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The ONW Salon: Wynne Moves Left, But Will It Work?

The Liberals are moving left in advance of the upcoming 2018 election in Ontario - witness the new pharmacare program for those under 25 and Basic Income pilot projects. It's a strategy the Liberals used in both the last provincial and federal campaigns, but can it work a third time? Or will Andrea Horwath's NDP win the fight to represent progressives in Ontario?  Richard Mahoney, John Capobianco and Tom Parkin debate.



John Capobianco:

It should be no surprise to many that the Premier and her government are moving left – some will say that she started left and hasn't moved. This all begins with the reason Kathleen Wynne won the leadership of her party, which many believe was with the hope that she would steer her party left, especially after the politics of former Premier McGuinty and his crew, who were conservative-light in many respects.

There have been hints at more centrist policies, not least of which was the Premier's desire to sell off Hydro One. But that was on the advice of Ed Clark - and only because the government was desperate to get the books balanced due to the massive overspending of the last 15 years of successive Liberal governments.

But centrist policies have been few and far between. The natural place for this Premier is to be on the left of the spectrum, and it will be interesting to see if the Liberals will try and claim that position from the NDP when the election is on. It has happened before in previous elections, and at both levels, the Liberals and NDP are often at battle to claim the progressive vote during campaigns.

The last federal election was a classic case study for the NDP on why they should stay in their comfort zone no matter what the situation is or the temptation to guide them to the right. They didn't fool anyone, least of which the voters, who actually were beginning to like Tom Mulcair but didn't know how to deal with his centre-right policies. This gave Trudeau and his team the perfect opportunity to claim the centre-left, and we know what happened.

The Liberals can play this game because they have always vacillated around the centre, tilting left or right depending on the leader and on the times, but the NDP can't and shouldn't play that game - nor should the Conservatives for that matter.


Richard Mahoney:

The question is a smart one. It recognizes the blizzard of measures that the Wynne government is bringing in as very progressive measures. Pharmacare for those under 25 years of age. Free post-secondary tuition for over 200,000 low and middle income students, and increased assistance for many others. A guaranteed basic income pilot project to help people, particularly those working and close to the poverty line - a potential revolution in the way we help people deal with the challenges of a finding work and getting by.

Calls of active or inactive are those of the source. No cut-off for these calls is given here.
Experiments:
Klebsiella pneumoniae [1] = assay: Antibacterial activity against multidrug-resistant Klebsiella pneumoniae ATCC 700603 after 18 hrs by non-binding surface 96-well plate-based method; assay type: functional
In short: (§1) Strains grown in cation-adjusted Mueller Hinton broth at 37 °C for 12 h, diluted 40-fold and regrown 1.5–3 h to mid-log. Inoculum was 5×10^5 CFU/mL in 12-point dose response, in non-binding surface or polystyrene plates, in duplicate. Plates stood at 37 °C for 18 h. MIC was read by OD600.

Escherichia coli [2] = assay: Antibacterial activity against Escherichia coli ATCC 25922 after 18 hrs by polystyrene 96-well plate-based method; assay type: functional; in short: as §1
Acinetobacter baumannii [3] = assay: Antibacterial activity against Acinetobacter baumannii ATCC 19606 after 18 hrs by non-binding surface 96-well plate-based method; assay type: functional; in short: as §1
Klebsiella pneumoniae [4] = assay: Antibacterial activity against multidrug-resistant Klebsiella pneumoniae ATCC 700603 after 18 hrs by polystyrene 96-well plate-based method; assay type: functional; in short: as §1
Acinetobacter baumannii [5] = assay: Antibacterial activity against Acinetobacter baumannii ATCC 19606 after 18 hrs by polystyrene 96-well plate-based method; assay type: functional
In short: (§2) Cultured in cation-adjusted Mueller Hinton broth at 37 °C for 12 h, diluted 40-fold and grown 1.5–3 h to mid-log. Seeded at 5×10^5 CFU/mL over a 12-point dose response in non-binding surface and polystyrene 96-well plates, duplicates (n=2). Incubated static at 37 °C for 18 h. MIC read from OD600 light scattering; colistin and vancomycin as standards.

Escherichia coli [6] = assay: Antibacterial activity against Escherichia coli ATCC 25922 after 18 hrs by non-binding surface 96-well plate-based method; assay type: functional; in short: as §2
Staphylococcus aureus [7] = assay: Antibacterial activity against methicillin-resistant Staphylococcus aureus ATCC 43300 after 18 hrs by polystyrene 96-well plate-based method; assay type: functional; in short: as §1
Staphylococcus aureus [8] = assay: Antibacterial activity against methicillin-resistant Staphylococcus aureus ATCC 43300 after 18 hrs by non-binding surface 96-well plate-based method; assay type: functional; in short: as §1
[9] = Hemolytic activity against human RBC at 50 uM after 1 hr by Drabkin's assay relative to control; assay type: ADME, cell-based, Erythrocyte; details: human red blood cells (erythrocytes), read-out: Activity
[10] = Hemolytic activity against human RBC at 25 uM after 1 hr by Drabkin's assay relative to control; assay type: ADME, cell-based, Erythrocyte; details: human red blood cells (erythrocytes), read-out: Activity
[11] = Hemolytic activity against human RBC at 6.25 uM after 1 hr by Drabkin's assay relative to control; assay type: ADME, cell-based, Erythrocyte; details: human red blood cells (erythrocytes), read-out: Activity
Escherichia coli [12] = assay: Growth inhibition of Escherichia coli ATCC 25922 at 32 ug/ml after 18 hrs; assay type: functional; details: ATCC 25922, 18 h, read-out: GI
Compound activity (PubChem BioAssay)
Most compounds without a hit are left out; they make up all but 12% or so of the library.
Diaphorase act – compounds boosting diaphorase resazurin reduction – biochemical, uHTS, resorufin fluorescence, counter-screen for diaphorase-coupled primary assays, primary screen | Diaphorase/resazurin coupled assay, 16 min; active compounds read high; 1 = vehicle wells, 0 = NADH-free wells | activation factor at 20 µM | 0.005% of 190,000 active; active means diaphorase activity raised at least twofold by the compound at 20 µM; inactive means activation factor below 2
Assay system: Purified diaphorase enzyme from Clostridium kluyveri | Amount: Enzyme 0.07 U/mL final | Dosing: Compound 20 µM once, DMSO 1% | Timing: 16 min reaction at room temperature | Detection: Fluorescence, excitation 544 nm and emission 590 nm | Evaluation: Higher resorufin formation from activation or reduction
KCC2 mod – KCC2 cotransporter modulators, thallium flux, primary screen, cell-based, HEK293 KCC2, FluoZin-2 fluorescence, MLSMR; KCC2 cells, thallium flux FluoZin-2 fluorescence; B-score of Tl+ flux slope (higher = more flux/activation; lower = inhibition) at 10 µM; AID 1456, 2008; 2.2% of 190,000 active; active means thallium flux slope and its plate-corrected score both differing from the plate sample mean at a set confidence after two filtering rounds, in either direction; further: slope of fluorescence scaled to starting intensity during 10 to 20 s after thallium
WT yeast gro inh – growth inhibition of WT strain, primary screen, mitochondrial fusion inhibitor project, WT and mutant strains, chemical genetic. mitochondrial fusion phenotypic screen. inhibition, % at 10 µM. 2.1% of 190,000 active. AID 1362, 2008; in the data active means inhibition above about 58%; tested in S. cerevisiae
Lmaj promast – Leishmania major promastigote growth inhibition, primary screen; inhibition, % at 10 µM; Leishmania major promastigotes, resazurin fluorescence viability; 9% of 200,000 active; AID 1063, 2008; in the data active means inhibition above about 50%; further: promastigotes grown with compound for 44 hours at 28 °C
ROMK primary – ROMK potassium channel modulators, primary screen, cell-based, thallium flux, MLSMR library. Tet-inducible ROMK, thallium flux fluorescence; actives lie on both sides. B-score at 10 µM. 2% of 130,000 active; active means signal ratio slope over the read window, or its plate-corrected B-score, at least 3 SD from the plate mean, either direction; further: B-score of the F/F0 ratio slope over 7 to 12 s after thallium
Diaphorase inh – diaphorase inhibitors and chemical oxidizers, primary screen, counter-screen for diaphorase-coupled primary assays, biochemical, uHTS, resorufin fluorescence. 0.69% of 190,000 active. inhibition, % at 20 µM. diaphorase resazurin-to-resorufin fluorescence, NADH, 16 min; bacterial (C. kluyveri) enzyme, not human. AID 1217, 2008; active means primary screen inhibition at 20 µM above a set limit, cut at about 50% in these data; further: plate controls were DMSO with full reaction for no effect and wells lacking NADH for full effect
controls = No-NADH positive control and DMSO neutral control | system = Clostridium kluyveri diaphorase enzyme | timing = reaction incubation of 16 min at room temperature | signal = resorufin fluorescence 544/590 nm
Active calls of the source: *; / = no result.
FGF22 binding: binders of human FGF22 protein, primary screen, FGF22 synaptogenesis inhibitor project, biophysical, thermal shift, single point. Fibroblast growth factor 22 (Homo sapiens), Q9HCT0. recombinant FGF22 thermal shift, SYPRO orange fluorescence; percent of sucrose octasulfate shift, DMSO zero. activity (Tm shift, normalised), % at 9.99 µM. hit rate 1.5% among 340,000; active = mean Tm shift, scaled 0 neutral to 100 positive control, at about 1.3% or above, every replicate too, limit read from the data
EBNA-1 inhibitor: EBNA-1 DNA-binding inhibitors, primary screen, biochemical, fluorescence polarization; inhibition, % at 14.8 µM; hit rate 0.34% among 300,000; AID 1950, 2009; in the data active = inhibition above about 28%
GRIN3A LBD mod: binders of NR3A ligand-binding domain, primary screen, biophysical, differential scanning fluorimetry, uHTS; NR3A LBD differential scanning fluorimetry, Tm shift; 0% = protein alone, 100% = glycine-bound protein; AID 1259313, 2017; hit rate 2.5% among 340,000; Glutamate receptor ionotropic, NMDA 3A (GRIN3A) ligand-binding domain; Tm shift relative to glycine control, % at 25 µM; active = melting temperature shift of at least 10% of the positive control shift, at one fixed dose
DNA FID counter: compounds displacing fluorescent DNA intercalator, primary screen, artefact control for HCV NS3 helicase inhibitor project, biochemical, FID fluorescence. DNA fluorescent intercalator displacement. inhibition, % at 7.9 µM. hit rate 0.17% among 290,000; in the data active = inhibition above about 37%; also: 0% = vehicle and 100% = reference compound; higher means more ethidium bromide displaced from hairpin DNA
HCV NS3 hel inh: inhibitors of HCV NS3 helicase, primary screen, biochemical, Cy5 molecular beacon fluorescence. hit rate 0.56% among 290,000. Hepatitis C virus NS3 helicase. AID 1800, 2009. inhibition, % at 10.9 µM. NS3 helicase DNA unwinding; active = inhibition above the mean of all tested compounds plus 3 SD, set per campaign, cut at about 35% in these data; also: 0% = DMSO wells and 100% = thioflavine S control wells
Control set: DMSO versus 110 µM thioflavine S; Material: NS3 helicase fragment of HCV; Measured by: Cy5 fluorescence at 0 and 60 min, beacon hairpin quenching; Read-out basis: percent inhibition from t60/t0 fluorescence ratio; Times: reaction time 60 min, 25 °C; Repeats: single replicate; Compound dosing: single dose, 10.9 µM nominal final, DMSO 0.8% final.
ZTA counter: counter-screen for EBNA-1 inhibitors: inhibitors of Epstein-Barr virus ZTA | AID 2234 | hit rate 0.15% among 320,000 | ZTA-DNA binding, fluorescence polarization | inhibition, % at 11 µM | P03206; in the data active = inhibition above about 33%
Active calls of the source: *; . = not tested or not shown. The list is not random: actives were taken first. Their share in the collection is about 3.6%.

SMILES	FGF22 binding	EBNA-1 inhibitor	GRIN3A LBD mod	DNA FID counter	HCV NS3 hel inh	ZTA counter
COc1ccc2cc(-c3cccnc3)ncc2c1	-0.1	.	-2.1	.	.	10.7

These build on a record of progressive measures too broad to detail, but include putting a price on carbon and dealing with climate change, closing down the coal plants, national leadership to bring in an enhanced national pension plan that will almost double pension benefits to Canadians, and huge investments in improving health care and education for Ontarians. Those are all progressive measures.

There are two things that I would say about that. First, John is right, it is not much of a surprise that Kathleen Wynne has brought in these recent measures. She leads one of the most progressive governments in North America, if not the most progressive government.

Secondly, many may see these measures as progressive or "left wing". But most Ontarians, including most of those who support right wing parties such as the Conservatives, support the extension of pharmacare. They support expanding access to post secondary education for many more Ontarians. They support the idea of a basic income for all of us so people who are struggling to get ahead, get a hand up.

So they may be progressive, but they have broad appeal to people across the political spectrum. People don't really think of themselves as left wing or right wing. But in these times, they want a government that does things that help people. I think that is the strategy more than a move to the left.